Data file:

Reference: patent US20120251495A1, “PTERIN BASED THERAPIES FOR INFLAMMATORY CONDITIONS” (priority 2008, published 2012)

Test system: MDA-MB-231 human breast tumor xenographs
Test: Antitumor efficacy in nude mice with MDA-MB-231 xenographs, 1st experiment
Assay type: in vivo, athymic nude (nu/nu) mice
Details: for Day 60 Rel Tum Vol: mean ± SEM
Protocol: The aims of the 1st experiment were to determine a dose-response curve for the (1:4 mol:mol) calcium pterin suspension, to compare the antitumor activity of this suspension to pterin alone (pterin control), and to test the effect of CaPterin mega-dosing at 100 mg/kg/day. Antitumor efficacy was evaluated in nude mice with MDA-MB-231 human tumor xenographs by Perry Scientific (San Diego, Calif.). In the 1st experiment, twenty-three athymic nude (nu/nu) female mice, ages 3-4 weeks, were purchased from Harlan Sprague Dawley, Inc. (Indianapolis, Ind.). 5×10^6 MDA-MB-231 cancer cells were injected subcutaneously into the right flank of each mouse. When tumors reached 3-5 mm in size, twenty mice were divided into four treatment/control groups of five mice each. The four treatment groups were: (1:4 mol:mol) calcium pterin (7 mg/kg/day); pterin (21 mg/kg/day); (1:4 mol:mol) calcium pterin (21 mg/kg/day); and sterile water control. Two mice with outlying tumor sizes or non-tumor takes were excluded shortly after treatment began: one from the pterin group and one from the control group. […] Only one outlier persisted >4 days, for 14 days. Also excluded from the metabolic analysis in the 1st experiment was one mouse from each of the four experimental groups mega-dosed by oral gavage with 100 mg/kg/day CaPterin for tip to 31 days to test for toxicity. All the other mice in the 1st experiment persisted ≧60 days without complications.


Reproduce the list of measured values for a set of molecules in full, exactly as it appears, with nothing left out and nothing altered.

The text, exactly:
Reference: patent US20120251495A1, “PTERIN BASED THERAPIES FOR INFLAMMATORY CONDITIONS” (priority 2008, published 2012)

Test system: MDA-MB-231 human breast tumor xenographs
Test: Antitumor efficacy in nude mice with MDA-MB-231 xenographs, 1st experiment
Assay type: in vivo, athymic nude (nu/nu) mice
Details: for Day 60 Rel Tum Vol: mean ± SEM
Protocol: The aims of the 1st experiment were to determine a dose-response curve for the (1:4 mol:mol) calcium pterin suspension, to compare the antitumor activity of this suspension to pterin alone (pterin control), and to test the effect of CaPterin mega-dosing at 100 mg/kg/day. Antitumor efficacy was evaluated in nude mice with MDA-MB-231 human tumor xenographs by Perry Scientific (San Diego, Calif.). In the 1st experiment, twenty-three athymic nude (nu/nu) female mice, ages 3-4 weeks, were purchased from Harlan Sprague Dawley, Inc. (Indianapolis, Ind.). 5×10^6 MDA-MB-231 cancer cells were injected subcutaneously into the right flank of each mouse. When tumors reached 3-5 mm in size, twenty mice were divided into four treatment/control groups of five mice each. The four treatment groups were: (1:4 mol:mol) calcium pterin (7 mg/kg/day); pterin (21 mg/kg/day); (1:4 mol:mol) calcium pterin (21 mg/kg/day); and sterile water control. Two mice with outlying tumor sizes or non-tumor takes were excluded shortly after treatment began: one from the pterin group and one from the control group. […] Only one outlier persisted >4 days, for 14 days. Also excluded from the metabolic analysis in the 1st experiment was one mouse from each of the four experimental groups mega-dosed by oral gavage with 100 mg/kg/day CaPterin for tip to 31 days to test for toxicity. All the other mice in the 1st experiment persisted ≧60 days without complications.